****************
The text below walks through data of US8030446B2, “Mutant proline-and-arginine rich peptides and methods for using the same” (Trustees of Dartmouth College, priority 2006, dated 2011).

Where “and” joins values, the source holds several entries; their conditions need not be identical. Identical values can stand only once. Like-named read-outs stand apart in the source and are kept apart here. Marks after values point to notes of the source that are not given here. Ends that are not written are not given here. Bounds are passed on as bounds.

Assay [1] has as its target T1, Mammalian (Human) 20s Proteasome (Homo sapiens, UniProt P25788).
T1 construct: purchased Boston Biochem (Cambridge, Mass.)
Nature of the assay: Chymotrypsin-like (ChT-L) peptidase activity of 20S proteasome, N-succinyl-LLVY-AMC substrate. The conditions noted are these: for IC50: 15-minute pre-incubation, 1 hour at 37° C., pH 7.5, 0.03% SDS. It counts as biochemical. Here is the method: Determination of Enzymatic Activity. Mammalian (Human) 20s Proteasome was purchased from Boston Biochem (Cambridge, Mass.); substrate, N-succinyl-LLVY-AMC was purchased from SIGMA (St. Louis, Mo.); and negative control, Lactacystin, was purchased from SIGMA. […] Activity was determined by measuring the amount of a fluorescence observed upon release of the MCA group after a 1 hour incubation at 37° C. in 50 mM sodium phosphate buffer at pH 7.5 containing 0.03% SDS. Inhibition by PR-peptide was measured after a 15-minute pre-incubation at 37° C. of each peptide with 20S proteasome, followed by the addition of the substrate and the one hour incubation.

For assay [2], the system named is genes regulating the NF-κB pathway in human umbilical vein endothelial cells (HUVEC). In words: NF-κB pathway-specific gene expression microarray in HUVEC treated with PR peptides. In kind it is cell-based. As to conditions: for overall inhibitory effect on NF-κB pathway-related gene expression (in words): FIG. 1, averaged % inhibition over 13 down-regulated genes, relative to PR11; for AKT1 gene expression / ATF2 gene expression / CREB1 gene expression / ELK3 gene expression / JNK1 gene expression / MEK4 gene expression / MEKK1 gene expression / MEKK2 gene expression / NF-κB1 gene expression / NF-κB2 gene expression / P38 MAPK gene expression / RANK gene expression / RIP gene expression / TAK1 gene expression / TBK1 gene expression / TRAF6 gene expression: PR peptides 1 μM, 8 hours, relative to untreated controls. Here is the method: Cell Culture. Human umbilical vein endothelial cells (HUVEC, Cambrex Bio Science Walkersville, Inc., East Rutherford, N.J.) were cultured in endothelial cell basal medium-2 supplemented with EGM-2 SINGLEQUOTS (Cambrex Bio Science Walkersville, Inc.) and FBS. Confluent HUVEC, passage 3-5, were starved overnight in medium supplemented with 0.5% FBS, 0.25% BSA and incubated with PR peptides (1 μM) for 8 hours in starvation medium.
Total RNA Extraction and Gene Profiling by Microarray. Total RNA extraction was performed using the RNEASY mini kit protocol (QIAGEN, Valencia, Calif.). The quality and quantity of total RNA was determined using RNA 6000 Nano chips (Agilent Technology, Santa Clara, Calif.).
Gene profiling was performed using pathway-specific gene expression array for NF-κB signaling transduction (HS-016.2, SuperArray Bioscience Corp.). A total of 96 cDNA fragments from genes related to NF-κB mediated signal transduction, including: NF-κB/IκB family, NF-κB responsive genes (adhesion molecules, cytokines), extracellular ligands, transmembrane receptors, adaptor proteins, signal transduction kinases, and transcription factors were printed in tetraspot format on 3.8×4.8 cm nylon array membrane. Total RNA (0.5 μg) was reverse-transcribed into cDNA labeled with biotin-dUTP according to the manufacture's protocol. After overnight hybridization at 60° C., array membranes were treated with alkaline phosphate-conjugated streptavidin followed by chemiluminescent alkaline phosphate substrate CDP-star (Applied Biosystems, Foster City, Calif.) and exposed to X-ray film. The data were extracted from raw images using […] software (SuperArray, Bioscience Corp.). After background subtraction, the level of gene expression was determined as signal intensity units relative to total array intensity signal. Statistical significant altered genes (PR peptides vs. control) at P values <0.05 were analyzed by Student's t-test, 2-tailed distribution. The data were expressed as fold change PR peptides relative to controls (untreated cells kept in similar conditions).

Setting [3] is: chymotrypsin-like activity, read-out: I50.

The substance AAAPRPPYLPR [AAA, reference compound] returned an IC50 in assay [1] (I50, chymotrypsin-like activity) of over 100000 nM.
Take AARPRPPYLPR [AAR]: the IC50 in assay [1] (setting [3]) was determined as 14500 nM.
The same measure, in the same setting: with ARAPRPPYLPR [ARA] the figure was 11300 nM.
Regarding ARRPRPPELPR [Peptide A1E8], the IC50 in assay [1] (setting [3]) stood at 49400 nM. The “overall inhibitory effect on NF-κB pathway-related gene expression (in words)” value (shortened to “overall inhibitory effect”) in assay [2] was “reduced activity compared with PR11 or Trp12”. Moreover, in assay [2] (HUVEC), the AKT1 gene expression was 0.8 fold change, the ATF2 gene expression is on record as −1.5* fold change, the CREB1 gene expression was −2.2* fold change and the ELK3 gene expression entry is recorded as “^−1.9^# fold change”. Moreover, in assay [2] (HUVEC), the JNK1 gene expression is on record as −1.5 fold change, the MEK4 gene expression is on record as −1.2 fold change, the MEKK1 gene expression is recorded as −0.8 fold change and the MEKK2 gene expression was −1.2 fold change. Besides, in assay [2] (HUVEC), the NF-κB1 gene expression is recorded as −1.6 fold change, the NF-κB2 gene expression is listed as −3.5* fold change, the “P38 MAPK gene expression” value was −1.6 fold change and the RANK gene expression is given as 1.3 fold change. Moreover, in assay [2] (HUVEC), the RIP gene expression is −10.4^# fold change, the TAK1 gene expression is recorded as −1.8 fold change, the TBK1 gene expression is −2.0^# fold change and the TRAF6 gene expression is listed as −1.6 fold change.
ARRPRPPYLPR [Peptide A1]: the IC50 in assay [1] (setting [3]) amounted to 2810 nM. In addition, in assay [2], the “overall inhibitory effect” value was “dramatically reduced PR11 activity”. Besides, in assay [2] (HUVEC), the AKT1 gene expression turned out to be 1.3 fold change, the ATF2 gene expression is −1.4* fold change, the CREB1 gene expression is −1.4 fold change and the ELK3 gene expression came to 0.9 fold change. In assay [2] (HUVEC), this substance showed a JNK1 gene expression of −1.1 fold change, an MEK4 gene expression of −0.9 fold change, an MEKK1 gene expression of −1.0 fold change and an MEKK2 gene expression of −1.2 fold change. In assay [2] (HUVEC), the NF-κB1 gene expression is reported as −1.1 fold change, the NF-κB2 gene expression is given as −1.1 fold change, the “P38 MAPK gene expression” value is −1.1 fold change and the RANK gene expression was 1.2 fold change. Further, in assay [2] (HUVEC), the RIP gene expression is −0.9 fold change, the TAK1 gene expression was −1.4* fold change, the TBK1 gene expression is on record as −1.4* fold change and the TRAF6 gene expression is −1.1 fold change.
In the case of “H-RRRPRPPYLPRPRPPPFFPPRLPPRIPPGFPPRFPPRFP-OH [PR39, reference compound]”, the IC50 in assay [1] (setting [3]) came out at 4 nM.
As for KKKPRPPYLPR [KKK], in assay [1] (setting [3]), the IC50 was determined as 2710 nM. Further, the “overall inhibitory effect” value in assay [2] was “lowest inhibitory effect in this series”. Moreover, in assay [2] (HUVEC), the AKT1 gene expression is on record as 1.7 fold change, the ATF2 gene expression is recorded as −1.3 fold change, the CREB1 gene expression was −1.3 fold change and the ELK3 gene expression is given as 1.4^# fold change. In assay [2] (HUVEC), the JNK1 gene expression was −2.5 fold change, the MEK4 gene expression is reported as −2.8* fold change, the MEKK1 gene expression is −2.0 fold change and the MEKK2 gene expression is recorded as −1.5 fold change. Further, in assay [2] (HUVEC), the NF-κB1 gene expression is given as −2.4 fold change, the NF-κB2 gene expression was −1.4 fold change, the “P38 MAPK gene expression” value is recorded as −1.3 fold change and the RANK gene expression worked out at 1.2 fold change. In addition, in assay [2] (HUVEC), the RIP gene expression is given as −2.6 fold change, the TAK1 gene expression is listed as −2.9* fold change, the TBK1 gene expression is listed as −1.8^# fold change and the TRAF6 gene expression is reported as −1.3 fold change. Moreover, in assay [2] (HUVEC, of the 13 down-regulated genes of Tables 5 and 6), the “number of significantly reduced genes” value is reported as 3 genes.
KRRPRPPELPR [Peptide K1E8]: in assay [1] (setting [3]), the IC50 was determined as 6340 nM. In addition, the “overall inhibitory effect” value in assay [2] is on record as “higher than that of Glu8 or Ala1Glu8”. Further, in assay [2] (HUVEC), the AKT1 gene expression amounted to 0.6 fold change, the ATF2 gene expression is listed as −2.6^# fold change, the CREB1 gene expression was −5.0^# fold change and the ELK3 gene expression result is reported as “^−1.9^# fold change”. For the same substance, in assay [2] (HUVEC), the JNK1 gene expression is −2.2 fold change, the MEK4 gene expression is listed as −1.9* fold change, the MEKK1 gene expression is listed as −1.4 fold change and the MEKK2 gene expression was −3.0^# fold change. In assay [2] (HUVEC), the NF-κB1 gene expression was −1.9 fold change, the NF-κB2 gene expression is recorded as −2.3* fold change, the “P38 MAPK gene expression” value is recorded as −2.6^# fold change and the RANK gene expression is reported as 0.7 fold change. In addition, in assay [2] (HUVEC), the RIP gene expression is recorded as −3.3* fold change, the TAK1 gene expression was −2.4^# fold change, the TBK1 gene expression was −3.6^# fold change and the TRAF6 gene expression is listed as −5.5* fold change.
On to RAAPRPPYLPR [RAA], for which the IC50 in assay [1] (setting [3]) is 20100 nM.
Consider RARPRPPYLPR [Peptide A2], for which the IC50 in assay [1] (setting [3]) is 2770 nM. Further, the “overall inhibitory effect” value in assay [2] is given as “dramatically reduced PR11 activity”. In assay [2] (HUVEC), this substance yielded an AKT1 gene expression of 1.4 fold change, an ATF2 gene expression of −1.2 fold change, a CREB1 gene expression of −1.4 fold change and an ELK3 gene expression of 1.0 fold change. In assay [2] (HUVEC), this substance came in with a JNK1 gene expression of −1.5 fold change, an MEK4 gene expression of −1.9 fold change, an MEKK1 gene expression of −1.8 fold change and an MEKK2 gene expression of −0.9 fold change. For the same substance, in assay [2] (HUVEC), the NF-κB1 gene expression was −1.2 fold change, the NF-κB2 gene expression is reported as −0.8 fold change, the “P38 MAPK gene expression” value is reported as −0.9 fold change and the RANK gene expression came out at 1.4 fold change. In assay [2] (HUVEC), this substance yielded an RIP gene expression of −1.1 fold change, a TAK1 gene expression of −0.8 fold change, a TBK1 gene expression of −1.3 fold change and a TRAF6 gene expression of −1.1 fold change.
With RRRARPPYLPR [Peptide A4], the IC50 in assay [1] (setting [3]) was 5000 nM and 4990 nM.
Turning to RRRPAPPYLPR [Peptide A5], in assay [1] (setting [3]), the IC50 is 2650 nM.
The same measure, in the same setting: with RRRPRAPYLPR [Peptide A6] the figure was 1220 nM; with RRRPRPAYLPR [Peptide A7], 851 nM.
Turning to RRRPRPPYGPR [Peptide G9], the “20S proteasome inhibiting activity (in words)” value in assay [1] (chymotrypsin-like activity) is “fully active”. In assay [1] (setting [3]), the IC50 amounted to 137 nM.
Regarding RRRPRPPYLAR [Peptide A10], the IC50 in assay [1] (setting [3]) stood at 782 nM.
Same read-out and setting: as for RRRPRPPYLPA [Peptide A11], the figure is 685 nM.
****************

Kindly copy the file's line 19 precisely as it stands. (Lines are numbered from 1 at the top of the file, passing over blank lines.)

Consider RARPRPPYLPR [Peptide A2], for which the IC50 in assay [1] (setting [3]) is 2770 nM. Further, the “overall inhibitory effect” value in assay [2] is given as “dramatically reduced PR11 activity”. In assay [2] (HUVEC), this substance yielded an AKT1 gene expression of 1.4 fold change, an ATF2 gene expression of −1.2 fold change, a CREB1 gene expression of −1.4 fold change and an ELK3 gene expression of 1.0 fold change. In assay [2] (HUVEC), this substance came in with a JNK1 gene expression of −1.5 fold change, an MEK4 gene expression of −1.9 fold change, an MEKK1 gene expression of −1.8 fold change and an MEKK2 gene expression of −0.9 fold change. For the same substance, in assay [2] (HUVEC), the NF-κB1 gene expression was −1.2 fold change, the NF-κB2 gene expression is reported as −0.8 fold change, the “P38 MAPK gene expression” value is reported as −0.9 fold change and the RANK gene expression came out at 1.4 fold change. In assay [2] (HUVEC), this substance yielded an RIP gene expression of −1.1 fold change, a TAK1 gene expression of −0.8 fold change, a TBK1 gene expression of −1.3 fold change and a TRAF6 gene expression of −1.1 fold change.